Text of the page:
Dilek Huseyinzadegan, Kant’s Non-Ideal Theory of Politics – Northwestern University Press, 2019
Kant’s Nonideal Theory of Politics argues that Kant’s political thought must be understood by reference to his philosophy of history, cultural anthropology, and geography. The central thesis of the book is that Kant’s assessment of the politically salient features of history, culture, and geography generates a nonideal theory of politics, which supplements his well-known ideal theory of cosmopolitanism.
This novel analysis thus challenges the common assumption that an ideal theory of cosmopolitanism constitutes Kant’s sole political legacy. Dilek Huseyinzadegan demonstrates that Kant employs a teleological worldview throughout his political writings as a means of grappling with the pressing issues of multiplicity, diversity, and plurality—issues that confront us to this day.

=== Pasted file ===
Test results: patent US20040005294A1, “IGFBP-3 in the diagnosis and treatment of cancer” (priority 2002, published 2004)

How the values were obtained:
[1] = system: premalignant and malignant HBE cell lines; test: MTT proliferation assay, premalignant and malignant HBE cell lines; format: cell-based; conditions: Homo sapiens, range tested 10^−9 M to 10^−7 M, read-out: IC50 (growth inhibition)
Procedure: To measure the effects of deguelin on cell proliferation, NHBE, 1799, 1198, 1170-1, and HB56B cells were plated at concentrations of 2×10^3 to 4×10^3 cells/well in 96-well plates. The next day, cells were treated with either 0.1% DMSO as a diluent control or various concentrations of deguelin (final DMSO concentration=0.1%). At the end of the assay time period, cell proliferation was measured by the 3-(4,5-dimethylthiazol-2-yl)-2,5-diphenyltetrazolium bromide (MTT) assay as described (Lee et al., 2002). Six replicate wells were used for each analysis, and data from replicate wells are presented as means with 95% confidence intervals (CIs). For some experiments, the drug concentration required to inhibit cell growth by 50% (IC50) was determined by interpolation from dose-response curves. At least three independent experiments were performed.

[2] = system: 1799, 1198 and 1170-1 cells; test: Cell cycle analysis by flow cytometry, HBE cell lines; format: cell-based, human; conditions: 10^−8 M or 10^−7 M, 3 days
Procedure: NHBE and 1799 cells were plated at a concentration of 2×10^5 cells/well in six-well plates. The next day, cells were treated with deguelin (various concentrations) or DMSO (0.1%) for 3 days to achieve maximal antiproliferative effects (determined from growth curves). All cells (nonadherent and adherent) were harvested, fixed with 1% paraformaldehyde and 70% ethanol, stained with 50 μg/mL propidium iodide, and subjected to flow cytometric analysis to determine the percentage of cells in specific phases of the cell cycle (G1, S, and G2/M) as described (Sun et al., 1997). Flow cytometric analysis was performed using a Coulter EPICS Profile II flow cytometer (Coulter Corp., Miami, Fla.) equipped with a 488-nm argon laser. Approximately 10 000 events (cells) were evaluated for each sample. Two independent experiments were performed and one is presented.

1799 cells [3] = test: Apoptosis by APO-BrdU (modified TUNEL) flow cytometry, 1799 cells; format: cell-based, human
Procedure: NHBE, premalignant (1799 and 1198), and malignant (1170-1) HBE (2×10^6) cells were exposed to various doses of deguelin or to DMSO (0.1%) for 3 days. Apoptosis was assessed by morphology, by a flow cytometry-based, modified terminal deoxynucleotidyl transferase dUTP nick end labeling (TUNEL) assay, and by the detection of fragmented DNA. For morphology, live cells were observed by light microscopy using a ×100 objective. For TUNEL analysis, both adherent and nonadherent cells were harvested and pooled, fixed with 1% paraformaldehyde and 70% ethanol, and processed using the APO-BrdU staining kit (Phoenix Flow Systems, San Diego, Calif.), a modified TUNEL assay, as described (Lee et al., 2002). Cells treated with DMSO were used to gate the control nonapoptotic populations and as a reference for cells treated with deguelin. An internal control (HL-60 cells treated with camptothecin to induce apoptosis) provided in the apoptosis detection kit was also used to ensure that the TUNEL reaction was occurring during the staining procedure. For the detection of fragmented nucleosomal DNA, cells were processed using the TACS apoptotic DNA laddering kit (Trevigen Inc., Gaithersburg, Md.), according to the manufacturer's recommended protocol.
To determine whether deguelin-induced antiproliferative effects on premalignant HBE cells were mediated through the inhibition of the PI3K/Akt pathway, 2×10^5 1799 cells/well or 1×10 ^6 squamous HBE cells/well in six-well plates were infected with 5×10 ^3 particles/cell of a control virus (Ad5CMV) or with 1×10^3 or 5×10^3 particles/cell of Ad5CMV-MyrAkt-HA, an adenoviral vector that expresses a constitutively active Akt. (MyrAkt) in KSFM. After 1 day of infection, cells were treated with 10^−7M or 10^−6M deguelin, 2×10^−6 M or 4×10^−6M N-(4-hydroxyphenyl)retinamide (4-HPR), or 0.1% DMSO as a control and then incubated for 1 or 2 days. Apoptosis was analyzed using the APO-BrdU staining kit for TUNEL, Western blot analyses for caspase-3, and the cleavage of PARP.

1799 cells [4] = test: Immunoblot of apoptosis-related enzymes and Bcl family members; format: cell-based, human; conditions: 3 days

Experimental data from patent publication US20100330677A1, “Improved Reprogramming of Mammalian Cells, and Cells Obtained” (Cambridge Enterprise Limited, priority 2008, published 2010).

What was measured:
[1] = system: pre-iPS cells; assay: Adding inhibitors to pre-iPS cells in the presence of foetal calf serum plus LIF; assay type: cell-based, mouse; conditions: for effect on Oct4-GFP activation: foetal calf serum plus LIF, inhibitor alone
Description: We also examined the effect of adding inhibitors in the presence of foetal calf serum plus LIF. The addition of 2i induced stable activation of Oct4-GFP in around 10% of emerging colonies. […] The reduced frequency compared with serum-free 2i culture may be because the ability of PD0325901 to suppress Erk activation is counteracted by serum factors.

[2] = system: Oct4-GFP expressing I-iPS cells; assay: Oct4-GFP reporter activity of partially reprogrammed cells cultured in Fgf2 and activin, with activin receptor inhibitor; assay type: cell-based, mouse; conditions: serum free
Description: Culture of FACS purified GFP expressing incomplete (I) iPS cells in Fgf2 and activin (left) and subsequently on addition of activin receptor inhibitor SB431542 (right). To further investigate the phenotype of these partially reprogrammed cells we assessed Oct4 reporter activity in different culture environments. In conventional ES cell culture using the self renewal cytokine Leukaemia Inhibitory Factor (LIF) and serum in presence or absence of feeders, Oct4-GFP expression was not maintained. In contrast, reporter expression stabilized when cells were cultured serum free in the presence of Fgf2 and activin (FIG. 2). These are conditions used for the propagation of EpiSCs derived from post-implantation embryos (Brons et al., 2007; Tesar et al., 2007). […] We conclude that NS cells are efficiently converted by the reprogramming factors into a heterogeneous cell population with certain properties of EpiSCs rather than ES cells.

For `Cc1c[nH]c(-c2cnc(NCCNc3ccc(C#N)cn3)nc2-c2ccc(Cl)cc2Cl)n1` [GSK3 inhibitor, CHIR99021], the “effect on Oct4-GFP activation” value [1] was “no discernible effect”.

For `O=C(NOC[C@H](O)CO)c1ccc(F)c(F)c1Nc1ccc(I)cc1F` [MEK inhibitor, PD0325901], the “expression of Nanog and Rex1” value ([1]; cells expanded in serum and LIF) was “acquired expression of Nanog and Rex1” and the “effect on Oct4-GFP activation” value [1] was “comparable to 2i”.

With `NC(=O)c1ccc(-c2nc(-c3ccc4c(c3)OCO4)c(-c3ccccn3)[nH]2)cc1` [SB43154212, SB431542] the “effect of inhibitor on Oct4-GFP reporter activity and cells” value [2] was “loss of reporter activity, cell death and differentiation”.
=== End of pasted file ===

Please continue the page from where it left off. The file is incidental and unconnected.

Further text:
Kant’s Nonideal Theory of Politics is the first book-length treatment of Kant’s political thought that gives full attention to the role that history, anthropology, and geography play in his mainstream political writings. Interweaving close textual analyses of Kant’s writings with more contemporary political frameworks, this book also makes Kant accessible and responsive to fields other than philosophy. As such, it will be of interest to students and scholars working at the intersections of political theory, feminism, critical race theory, and post- and decolonial thought.